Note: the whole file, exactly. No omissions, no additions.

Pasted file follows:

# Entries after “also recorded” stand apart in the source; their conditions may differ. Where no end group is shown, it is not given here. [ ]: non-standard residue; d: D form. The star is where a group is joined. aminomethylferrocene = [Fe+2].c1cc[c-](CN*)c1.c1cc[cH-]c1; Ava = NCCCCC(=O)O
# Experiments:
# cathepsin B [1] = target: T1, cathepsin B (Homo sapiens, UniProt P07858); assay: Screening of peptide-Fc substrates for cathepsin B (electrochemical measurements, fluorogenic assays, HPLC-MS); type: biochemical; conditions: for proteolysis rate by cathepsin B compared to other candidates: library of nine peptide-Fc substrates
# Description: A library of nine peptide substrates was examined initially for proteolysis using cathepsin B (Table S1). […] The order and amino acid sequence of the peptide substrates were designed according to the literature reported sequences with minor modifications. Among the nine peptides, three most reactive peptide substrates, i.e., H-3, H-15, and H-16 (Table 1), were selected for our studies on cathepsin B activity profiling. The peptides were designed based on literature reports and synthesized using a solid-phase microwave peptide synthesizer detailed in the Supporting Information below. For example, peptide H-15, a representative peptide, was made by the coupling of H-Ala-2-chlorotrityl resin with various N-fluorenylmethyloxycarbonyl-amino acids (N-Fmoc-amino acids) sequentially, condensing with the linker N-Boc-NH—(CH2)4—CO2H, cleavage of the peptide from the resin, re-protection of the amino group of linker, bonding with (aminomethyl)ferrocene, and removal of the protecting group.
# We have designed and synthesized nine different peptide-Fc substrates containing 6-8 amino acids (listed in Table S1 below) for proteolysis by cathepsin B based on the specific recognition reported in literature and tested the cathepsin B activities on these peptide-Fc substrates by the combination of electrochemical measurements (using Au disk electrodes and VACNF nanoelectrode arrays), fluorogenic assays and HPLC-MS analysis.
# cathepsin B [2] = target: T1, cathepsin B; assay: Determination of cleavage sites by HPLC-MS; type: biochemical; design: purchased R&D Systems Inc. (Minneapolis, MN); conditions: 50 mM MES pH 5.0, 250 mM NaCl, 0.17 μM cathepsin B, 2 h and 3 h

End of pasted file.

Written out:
# Entries after “also recorded” stand apart in the source; their conditions may differ. Where no end group is shown, it is not given here. [ ]: non-standard residue; d: D form. The star is where a group is joined. aminomethylferrocene = [Fe+2].c1cc[c-](CN*)c1.c1cc[cH-]c1; Ava = NCCCCC(=O)O
# Experiments:
# cathepsin B [1] = target: T1, cathepsin B (Homo sapiens, UniProt P07858); assay: Screening of peptide-Fc substrates for cathepsin B (electrochemical measurements, fluorogenic assays, HPLC-MS); type: biochemical; conditions: for proteolysis rate by cathepsin B compared to other candidates: library of nine peptide-Fc substrates
# Description: A library of nine peptide substrates was examined initially for proteolysis using cathepsin B (Table S1). […] The order and amino acid sequence of the peptide substrates were designed according to the literature reported sequences with minor modifications. Among the nine peptides, three most reactive peptide substrates, i.e., H-3, H-15, and H-16 (Table 1), were selected for our studies on cathepsin B activity profiling. The peptides were designed based on literature reports and synthesized using a solid-phase microwave peptide synthesizer detailed in the Supporting Information below. For example, peptide H-15, a representative peptide, was made by the coupling of H-Ala-2-chlorotrityl resin with various N-fluorenylmethyloxycarbonyl-amino acids (N-Fmoc-amino acids) sequentially, condensing with the linker N-Boc-NH—(CH2)4—CO2H, cleavage of the peptide from the resin, re-protection of the amino group of linker, bonding with (aminomethyl)ferrocene, and removal of the protecting group.
# We have designed and synthesized nine different peptide-Fc substrates containing 6-8 amino acids (listed in Table S1 below) for proteolysis by cathepsin B based on the specific recognition reported in literature and tested the cathepsin B activities on these peptide-Fc substrates by the combination of electrochemical measurements (using Au disk electrodes and VACNF nanoelectrode arrays), fluorogenic assays and HPLC-MS analysis.
# cathepsin B [2] = target: T1, cathepsin B; assay: Determination of cleavage sites by HPLC-MS; type: biochemical; design: purchased R&D Systems Inc. (Minneapolis, MN); conditions: 50 mM MES pH 5.0, 250 mM NaCl, 0.17 μM cathepsin B, 2 h and 3 h